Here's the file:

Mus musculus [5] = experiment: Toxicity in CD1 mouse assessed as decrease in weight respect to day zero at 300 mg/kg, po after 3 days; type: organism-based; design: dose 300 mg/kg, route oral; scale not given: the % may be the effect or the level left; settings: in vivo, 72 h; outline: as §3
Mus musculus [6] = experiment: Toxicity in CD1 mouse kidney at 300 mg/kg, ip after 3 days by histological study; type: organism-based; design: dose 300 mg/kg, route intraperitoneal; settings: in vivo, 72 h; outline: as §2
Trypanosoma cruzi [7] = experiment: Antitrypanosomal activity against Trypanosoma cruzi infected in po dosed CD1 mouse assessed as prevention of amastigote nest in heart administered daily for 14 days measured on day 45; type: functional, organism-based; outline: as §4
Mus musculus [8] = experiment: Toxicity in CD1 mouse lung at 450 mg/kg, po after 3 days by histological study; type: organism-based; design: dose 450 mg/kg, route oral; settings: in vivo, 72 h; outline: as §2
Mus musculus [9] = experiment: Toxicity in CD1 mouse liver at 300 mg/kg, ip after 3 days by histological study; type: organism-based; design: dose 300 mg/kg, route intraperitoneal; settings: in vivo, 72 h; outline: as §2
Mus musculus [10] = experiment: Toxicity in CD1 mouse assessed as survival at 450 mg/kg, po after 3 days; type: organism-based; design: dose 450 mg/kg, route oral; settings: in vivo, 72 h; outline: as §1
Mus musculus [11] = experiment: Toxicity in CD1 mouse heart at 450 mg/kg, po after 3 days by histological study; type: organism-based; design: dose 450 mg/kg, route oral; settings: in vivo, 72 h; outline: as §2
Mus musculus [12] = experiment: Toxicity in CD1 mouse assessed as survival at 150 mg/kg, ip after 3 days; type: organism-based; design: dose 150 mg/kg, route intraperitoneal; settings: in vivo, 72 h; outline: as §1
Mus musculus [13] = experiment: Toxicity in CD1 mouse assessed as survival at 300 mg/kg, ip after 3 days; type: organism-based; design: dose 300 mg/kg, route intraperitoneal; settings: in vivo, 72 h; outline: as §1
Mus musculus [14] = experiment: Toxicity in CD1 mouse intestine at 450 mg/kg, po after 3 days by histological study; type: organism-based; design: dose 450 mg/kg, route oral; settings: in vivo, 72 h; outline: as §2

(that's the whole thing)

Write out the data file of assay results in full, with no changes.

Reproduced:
Mus musculus [5] = experiment: Toxicity in CD1 mouse assessed as decrease in weight respect to day zero at 300 mg/kg, po after 3 days; type: organism-based; design: dose 300 mg/kg, route oral; scale not given: the % may be the effect or the level left; settings: in vivo, 72 h; outline: as §3
Mus musculus [6] = experiment: Toxicity in CD1 mouse kidney at 300 mg/kg, ip after 3 days by histological study; type: organism-based; design: dose 300 mg/kg, route intraperitoneal; settings: in vivo, 72 h; outline: as §2
Trypanosoma cruzi [7] = experiment: Antitrypanosomal activity against Trypanosoma cruzi infected in po dosed CD1 mouse assessed as prevention of amastigote nest in heart administered daily for 14 days measured on day 45; type: functional, organism-based; outline: as §4
Mus musculus [8] = experiment: Toxicity in CD1 mouse lung at 450 mg/kg, po after 3 days by histological study; type: organism-based; design: dose 450 mg/kg, route oral; settings: in vivo, 72 h; outline: as §2
Mus musculus [9] = experiment: Toxicity in CD1 mouse liver at 300 mg/kg, ip after 3 days by histological study; type: organism-based; design: dose 300 mg/kg, route intraperitoneal; settings: in vivo, 72 h; outline: as §2
Mus musculus [10] = experiment: Toxicity in CD1 mouse assessed as survival at 450 mg/kg, po after 3 days; type: organism-based; design: dose 450 mg/kg, route oral; settings: in vivo, 72 h; outline: as §1
Mus musculus [11] = experiment: Toxicity in CD1 mouse heart at 450 mg/kg, po after 3 days by histological study; type: organism-based; design: dose 450 mg/kg, route oral; settings: in vivo, 72 h; outline: as §2
Mus musculus [12] = experiment: Toxicity in CD1 mouse assessed as survival at 150 mg/kg, ip after 3 days; type: organism-based; design: dose 150 mg/kg, route intraperitoneal; settings: in vivo, 72 h; outline: as §1
Mus musculus [13] = experiment: Toxicity in CD1 mouse assessed as survival at 300 mg/kg, ip after 3 days; type: organism-based; design: dose 300 mg/kg, route intraperitoneal; settings: in vivo, 72 h; outline: as §1
Mus musculus [14] = experiment: Toxicity in CD1 mouse intestine at 450 mg/kg, po after 3 days by histological study; type: organism-based; design: dose 450 mg/kg, route oral; settings: in vivo, 72 h; outline: as §2